United in mourning, tens of thousands of people gathered today to mark the 20th anniversary of Hillsborough - Britain's worst sporting disaster.

At a packed Anfield stadium, bells rang out in memory of each of the 96 football fans who were crushed to death during the FA Cup semi-final between Liverpool and Nottingham Forest.

As the families of the victims took their places on the Kop, the ground's famous stand, the crowd of up to 30,000 people gave them a huge round of applause.

There were also loud cheers and clapping for a group of Celtic fans who laid two banners on the turf emblazoned with 'Justice for the 96' and 'You'll never walk alone'.

At exactly 3.06 pm, the moment the tragic game was called off, a two-minute silence was perfectly observed in the stadium.

Across the city a two-minute silence was also held throughout Merseyside and in Nottingham's Old Market Square.

Liverpool fans pack the stands at Anfield during the memorial service at the stadium marking the 20th anniversary of the Hillsborough disaster.

Relatives of those killed in the tragedy gather to pay their respects and leave tributes to the victims, at the Hillsborough Memorial outside Anfield

Liverpool captain Steven Gerrard and manager Rafael Benitez attend the memorial service

Workers had poured out of offices to join shoppers standing still, heads bowed in the mid-afternoon sunshine.

As the service continued, a candle was lit in memory of each victim and their names were read out.

People continued to pour into the stadium and stewards opened the Anfield Road stand.

The crowd stood solemnly as the two-minute silence was held.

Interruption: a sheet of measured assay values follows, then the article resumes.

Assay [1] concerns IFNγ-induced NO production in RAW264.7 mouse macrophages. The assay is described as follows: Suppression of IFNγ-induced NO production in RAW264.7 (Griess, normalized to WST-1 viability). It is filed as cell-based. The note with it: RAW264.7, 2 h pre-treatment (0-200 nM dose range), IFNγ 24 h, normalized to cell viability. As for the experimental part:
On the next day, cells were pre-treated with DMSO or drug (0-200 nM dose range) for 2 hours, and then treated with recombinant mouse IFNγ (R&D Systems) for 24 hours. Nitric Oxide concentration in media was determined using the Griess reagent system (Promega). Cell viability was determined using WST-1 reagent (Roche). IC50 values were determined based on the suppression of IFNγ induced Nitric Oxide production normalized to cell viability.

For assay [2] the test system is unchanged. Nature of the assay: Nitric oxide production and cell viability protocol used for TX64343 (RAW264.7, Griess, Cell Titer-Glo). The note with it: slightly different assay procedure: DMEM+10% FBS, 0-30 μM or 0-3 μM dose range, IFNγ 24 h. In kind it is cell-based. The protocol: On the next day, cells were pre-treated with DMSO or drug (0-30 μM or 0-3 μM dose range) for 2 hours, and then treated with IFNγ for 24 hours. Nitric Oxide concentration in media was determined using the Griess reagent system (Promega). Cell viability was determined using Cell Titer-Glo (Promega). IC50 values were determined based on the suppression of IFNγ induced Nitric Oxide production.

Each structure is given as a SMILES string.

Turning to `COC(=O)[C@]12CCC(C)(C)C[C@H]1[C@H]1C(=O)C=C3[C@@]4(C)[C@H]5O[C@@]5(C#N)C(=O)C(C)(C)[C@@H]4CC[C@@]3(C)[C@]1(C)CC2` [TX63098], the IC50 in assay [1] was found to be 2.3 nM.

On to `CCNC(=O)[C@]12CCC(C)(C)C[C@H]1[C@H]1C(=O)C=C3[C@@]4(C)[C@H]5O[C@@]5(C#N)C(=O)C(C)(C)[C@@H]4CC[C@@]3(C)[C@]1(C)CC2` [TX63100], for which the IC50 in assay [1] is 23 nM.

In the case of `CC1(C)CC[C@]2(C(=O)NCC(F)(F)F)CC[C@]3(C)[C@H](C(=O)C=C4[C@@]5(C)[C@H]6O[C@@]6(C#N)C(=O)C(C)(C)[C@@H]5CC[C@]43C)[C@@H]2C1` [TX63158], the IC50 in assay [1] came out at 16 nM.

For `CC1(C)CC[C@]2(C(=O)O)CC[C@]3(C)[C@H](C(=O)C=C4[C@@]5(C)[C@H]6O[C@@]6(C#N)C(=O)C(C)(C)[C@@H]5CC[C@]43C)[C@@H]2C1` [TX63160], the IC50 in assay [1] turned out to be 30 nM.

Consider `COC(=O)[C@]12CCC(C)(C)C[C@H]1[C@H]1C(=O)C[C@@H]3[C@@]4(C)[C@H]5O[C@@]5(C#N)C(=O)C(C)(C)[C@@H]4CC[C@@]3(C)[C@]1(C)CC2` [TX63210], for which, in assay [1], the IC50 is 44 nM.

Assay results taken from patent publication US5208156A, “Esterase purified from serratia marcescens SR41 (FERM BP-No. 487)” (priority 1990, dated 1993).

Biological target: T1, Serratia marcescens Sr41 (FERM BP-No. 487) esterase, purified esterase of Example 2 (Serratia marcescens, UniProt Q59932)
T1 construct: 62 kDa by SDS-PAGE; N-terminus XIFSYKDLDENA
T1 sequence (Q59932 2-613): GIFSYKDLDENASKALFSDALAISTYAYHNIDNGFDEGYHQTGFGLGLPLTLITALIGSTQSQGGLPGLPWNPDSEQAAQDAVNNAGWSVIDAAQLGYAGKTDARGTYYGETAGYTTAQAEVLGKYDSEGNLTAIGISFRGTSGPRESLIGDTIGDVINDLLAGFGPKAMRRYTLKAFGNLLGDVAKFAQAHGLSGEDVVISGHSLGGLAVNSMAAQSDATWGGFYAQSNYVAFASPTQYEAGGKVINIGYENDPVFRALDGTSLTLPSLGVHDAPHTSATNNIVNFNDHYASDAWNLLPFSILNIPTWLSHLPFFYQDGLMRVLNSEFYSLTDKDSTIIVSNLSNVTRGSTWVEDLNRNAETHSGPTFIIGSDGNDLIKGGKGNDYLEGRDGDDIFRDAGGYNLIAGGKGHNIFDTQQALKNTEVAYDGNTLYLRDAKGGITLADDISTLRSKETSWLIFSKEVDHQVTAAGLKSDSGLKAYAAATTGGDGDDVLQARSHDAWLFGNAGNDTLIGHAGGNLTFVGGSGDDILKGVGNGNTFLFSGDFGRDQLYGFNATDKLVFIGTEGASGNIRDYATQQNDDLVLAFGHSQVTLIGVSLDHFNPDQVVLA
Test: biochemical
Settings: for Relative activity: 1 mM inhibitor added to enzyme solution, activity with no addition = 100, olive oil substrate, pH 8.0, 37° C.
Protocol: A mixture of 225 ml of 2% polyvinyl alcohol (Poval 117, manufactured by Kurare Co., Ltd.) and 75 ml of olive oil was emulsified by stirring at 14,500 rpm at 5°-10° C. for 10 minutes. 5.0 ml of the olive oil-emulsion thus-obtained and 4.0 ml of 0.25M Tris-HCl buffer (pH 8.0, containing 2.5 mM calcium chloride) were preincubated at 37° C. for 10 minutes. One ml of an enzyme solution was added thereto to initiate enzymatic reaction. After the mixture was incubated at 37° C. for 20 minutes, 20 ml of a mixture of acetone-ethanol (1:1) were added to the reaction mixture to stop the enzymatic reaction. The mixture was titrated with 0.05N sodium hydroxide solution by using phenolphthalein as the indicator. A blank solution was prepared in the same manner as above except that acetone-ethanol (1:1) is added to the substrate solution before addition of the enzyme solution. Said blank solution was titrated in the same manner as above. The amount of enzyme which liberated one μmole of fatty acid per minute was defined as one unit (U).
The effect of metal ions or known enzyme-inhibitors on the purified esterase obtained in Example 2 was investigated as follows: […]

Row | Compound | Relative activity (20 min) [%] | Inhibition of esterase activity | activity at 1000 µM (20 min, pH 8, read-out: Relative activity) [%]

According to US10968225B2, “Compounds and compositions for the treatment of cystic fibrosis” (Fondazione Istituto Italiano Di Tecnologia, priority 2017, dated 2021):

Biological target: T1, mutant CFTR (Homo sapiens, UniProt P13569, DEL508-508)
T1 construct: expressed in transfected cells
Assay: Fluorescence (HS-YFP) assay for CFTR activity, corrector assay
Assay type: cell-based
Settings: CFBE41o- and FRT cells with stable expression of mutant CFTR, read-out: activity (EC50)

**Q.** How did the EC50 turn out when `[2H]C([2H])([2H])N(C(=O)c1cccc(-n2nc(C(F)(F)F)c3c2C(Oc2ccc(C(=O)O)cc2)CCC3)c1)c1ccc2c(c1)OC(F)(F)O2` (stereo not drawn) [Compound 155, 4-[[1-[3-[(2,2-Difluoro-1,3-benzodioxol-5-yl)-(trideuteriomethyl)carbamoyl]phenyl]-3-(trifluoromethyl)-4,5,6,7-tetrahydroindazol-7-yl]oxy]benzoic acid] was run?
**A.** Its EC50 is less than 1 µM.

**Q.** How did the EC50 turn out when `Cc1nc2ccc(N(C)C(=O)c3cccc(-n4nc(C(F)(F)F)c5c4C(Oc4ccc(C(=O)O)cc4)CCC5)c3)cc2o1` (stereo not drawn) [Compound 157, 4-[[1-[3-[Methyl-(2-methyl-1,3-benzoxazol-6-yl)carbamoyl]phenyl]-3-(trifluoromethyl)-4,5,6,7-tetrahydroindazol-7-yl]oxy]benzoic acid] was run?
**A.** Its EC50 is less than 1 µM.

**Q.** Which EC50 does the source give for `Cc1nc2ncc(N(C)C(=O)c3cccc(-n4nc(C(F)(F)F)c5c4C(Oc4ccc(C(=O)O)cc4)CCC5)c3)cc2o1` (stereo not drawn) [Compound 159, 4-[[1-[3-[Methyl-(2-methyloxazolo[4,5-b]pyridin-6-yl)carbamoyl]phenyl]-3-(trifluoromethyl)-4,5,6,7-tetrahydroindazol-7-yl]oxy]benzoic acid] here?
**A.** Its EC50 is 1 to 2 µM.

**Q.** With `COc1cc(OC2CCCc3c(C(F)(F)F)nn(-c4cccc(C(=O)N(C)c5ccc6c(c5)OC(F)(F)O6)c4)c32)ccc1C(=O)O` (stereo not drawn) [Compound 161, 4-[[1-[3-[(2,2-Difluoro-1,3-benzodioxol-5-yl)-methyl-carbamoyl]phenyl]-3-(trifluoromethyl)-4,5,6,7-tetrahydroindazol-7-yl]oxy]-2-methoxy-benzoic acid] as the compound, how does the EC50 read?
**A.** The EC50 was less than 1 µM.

At the end of the silence, church bells from around Liverpool could be heard ringing out 96 times.

In one sour note, Culture Minister Andy Burnham was heckled by some sections of the ground as he attempted to pass on a message from Gordon Brown.

When Mr Burnham said the 96 dead will never be forgotten, some fans heckled and the crowd broke into a chant of 'Justice for the 96'.

Many of those in Liverpool are still angry that no one has been made responsible for the disaster.

Mr Burnham waited for the singing to fade before continuing his speech, but he had to contend with several more hecklers before returning to his seat.

All across the city bells could be heard ringing for the 96 victims.

In the city's main streets and shopping thoroughfares public transport stopped and motorists pulled over to take part in the impeccably-kept silence.

Mourners gather during the two-minute silence in Nottingham's Old Market Square to remember the Liverpool football fans who died in the disaster

Football scarves are tied to the Shankley Gates next to the Hillsborough Memorial at Liverpool's stadium Anfield ahead of today's 20th anniversary of Hillsborough

Former Liverpool manager Kenny Dalgleish bows is head in remembrance as a bed of flowers spelling out '96' is laid before the Hillsborough memorial at Anfield

In Exchange Flags - a public square behind the town hall in the heart of the city's business district - hundreds of men, women and children formed an impromptu circle of solidarity.

For some the emotion was too much.

They wiped tears from their eyes as thoughts were concentrated on the scores of families torn apart by Britain's worst sporting disaster.

When the silence finally ended spontaneous applause rang out.

People patted each other's backs, shared a word and returned to their day.

Dalglish, who was Liverpool's manager when the disaster took place, read from the Bible, Lamentations of Jeremiah.

Margaret Aspinall, vice-chairwoman of the Hillsborough Families Support Group, gave the second reading from the Letter of St Paul to the Romans.

Sue Joyce, 43, from West Derby, Liverpool, said: 'We've come here today to show the victims and the families of those who died that we have not forgotten what they have suffered.

"It may be 20 years since the disaster took place but those that were there will always be in the thoughts of every Liverpool fan around the world.'

The Bishop said the tragedy 'broke the heart but not the spirit' of the community.

He said: 'On this the 20th anniversary of the tragedy at Hillsborough, which broke the heart but not the spirit of our community, Her Majesty the Queen has asked me to say that her thoughts and prayers are with us and all those affected by the tragedy.

'For many here today it seems still like yesterday. Those we lost always in our minds.